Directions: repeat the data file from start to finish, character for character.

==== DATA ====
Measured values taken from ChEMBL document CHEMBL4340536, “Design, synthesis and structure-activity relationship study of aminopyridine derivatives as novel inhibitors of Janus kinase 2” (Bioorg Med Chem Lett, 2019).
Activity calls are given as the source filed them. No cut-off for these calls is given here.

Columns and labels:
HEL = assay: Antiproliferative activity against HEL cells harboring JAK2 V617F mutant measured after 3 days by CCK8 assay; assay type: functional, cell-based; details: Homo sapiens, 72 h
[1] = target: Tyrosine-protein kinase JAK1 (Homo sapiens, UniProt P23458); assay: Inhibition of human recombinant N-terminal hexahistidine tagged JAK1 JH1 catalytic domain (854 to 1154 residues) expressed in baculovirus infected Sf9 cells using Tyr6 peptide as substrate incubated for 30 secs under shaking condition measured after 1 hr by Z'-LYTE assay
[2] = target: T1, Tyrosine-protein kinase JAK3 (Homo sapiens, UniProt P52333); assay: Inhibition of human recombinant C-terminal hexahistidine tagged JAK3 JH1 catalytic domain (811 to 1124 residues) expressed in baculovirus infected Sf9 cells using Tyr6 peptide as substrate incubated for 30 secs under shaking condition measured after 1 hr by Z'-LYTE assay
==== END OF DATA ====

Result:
Measured values taken from ChEMBL document CHEMBL4340536, “Design, synthesis and structure-activity relationship study of aminopyridine derivatives as novel inhibitors of Janus kinase 2” (Bioorg Med Chem Lett, 2019).
Activity calls are given as the source filed them. No cut-off for these calls is given here.

Columns and labels:
HEL = assay: Antiproliferative activity against HEL cells harboring JAK2 V617F mutant measured after 3 days by CCK8 assay; assay type: functional, cell-based; details: Homo sapiens, 72 h
[1] = target: Tyrosine-protein kinase JAK1 (Homo sapiens, UniProt P23458); assay: Inhibition of human recombinant N-terminal hexahistidine tagged JAK1 JH1 catalytic domain (854 to 1154 residues) expressed in baculovirus infected Sf9 cells using Tyr6 peptide as substrate incubated for 30 secs under shaking condition measured after 1 hr by Z'-LYTE assay
[2] = target: T1, Tyrosine-protein kinase JAK3 (Homo sapiens, UniProt P52333); assay: Inhibition of human recombinant C-terminal hexahistidine tagged JAK3 JH1 catalytic domain (811 to 1124 residues) expressed in baculovirus infected Sf9 cells using Tyr6 peptide as substrate incubated for 30 secs under shaking condition measured after 1 hr by Z'-LYTE assay